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When the Ultimate Refuge Turns Risky

Satyajit Das

(Bloomberg Opinion) -- Until the financial crisis of 2008, government bonds were the traditional haven for investors. More than a decade on, their nature has fundamentally changed. In any future crisis, sovereign debt will be a propagator of risk rather than a refuge.

Government debt has reached levels not seen outside of major wars. In advanced economies, it has risen to more than 100% of gross domestic product, from around 70% before 2007. The increase is the result of governments taking debt on to their balance sheets to finance bailouts of vulnerable financial institutions, and of deficit spending to prop up growth. Domestic government bond portfolios are large relative to banking system assets in Japan and several countries across Europe.

Despite record low interest rates and purchases by central banks, the risk of losses on these supposedly safe securities is increasing. Once purchased for risk-free returns, government bonds now offer return-free risk, as James Grant, editor of Grant’s Interest Rate Observer, has quipped. Today, investors buy equities for income and bonds for capital gains, David Rosenberg, chief economist at Toronto-based Gluskin Sheff + Associates Inc., has said. That’s a striking reversal of financial logic, which says that stocks should be the riskier investment.

The danger isn’t increases in official interest rates, which are likely to remain low for a prolonged period, or inflation, which is still benign. The problem is the perceived creditworthiness of countries. A downward re-rating of a nation’s ability to pay its debt threatens sharp rises in yields and accompanying declines in bond prices, along with a depreciation in the currency. The ability of a sovereign to print money to service debt doesn’t alter this dynamic. Investors may be unwilling to hold a nation’s debt when there is concern about financial solvency or currency stability.

The primary channel for risk is the complex linkage between the rapid buildup of government debt and its effect on holders. Domestic banks are obliged to hold these securities for prudential reasons, while local and foreign investors buy them as a safe asset or as collateral for borrowing or derivatives.

This is how the feedback mechanism works: Rises in sovereign yields and losses on existing holdings create selling pressure, driving prices lower. Higher rates for governments, which are the foundation of credit costs for all borrowers, then flow through into increased financing expenses for consumers and businesses. A deterioration in sovereign credit ratings drives downgrades for all entities based in the nation, further raising debt costs. 

Losses on government bonds hurt the credit quality of holders. Over time, higher borrowing costs or tighter liquidity prompt increased defaults and nonperforming assets, undermining the health of the financial system. Selling by foreign investors puts additional pressure on bond prices and the currency. Cross-asset contagion is likely, as market participants who use government bonds as collateral need to raise funds to cover declining values. Investors sell equities and the currency.

As the availability of credit to banks and financial institutions shrinks and its cost increases, the beleaguered government is forced to support them to prevent financial distress, by recapitalizing entities or guaranteeing deposits. Higher debt levels and government contingent liabilities exacerbate the crisis.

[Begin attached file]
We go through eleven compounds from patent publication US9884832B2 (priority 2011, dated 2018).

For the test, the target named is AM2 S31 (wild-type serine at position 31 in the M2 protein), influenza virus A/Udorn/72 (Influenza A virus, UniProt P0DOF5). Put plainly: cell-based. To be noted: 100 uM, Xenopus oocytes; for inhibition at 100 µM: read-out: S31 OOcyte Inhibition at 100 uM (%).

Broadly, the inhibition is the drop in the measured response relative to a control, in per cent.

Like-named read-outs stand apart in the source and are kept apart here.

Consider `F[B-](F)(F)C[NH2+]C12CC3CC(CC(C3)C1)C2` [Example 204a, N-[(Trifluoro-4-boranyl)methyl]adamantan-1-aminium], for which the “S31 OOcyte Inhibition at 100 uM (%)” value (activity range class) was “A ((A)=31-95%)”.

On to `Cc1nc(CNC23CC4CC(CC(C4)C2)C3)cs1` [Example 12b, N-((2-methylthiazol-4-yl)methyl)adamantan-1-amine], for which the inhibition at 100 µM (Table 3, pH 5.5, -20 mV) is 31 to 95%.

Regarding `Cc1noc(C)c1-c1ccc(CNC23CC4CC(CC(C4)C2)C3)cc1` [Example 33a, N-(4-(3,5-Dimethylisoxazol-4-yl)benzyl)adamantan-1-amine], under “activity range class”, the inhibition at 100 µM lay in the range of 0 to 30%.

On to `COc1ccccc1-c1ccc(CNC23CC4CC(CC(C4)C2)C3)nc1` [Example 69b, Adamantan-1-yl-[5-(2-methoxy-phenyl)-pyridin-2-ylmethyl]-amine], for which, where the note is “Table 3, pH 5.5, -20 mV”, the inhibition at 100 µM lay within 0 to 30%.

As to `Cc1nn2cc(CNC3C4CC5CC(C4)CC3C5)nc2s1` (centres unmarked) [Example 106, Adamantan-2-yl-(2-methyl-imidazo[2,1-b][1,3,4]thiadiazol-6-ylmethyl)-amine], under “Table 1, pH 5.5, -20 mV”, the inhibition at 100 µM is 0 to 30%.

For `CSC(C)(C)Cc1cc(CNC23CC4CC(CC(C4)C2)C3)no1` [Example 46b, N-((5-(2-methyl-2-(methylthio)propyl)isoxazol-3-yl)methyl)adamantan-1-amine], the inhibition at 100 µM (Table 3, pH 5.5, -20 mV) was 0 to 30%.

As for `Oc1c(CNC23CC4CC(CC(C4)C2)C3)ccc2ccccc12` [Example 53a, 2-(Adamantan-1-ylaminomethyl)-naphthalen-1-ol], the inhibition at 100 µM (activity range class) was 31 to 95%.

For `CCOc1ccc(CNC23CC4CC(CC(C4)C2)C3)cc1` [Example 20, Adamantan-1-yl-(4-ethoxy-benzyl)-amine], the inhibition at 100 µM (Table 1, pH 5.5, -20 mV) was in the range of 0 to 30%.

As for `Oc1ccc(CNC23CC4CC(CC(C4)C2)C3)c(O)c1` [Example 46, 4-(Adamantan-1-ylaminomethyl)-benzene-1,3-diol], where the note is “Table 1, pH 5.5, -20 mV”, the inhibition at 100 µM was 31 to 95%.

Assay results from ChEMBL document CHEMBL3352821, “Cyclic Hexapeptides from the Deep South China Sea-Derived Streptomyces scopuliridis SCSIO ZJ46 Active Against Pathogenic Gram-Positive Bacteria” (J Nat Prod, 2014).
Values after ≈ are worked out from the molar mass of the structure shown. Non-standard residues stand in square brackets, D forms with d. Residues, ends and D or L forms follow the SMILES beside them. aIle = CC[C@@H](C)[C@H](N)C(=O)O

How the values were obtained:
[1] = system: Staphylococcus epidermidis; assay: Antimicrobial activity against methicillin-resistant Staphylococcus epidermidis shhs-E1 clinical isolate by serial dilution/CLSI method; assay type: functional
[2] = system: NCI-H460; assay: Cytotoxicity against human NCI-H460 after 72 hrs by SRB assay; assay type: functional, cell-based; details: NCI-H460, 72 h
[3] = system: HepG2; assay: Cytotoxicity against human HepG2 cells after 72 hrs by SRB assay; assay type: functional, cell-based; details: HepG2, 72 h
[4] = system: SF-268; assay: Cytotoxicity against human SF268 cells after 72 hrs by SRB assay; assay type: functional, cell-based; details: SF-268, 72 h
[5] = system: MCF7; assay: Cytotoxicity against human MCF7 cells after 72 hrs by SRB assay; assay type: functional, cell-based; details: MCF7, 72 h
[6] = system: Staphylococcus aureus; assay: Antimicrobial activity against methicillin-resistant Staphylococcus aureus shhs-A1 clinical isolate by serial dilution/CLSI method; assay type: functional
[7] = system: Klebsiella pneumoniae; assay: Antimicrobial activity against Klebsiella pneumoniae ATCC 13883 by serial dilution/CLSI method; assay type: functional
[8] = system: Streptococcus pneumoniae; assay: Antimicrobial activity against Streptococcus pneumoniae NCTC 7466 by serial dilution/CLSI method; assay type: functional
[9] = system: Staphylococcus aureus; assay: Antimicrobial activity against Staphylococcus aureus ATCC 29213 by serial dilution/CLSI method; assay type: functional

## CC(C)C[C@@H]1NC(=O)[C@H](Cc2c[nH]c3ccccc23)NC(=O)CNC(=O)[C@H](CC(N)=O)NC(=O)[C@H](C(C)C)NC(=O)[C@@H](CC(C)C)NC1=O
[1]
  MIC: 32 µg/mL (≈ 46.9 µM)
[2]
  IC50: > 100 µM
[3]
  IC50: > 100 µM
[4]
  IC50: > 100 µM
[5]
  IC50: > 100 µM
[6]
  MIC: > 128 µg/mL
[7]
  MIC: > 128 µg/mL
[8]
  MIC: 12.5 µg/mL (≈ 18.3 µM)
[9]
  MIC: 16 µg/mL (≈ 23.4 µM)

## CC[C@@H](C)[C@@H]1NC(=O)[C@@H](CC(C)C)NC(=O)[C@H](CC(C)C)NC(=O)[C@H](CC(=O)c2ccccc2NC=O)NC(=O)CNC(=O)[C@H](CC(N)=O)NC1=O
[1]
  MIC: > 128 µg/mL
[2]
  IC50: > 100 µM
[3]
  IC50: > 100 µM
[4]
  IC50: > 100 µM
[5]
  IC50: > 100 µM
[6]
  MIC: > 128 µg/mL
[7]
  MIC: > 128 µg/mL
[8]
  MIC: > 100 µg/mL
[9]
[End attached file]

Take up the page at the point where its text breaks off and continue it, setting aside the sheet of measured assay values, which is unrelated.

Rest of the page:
Secondary channels, which operate with time lags, spread the problems into the real economy, affecting growth and employment. The major mechanism is tightening credit as losses reduce banks’ capacity to lend. A further issue is the loss of the value of savings. The ensuing downturn causes household and corporate incomes to fall. That reduces their ability to service debt, resulting in successive rounds of accelerating nonperforming loans and bad debts.

Meanwhile, slowing economic activity drives up fiscal deficits as tax collections fall and spending on “automatic stabilizers” such as unemployment benefits increases. The government’s financial position and flexibility deteriorate. At the same time, bank and investor weakness makes it increasingly difficult for the government to find buyers for its debt.

This process, seen in the 2011 European debt crisis, is reversible. Traditionally, after wars when government debt spiked, budget surpluses allowed rapid deleveraging. National debt-to-GDP ratios of the U.S., U.K., Australia and Canada more than halved between 1945 and 1955. Key facilitators were high GDP growth driven by post-war reconstruction, pent-up demand for consumer goods, wartime savings, favorable demographics, and high productivity growth.

Conditions today are fundamentally different, though. Increases in government debt to maintain economic activity are probable. Policymakers find themselves trapped and approaching the point of no return. It is ironic that actions taken to preserve the system and a key instrument — government bonds —  now pose a key threat to financial stability.

 

To contact the author of this story: Satyajit Das at sdassydney@gmail.com

To contact the editor responsible for this story: Matthew Brooker at mbrooker1@bloomberg.net

This column does not necessarily reflect the opinion of the editorial board or Bloomberg LP and its owners.

Satyajit Das is a former banker and the author, most recently, of "A Banquet of Consequences."

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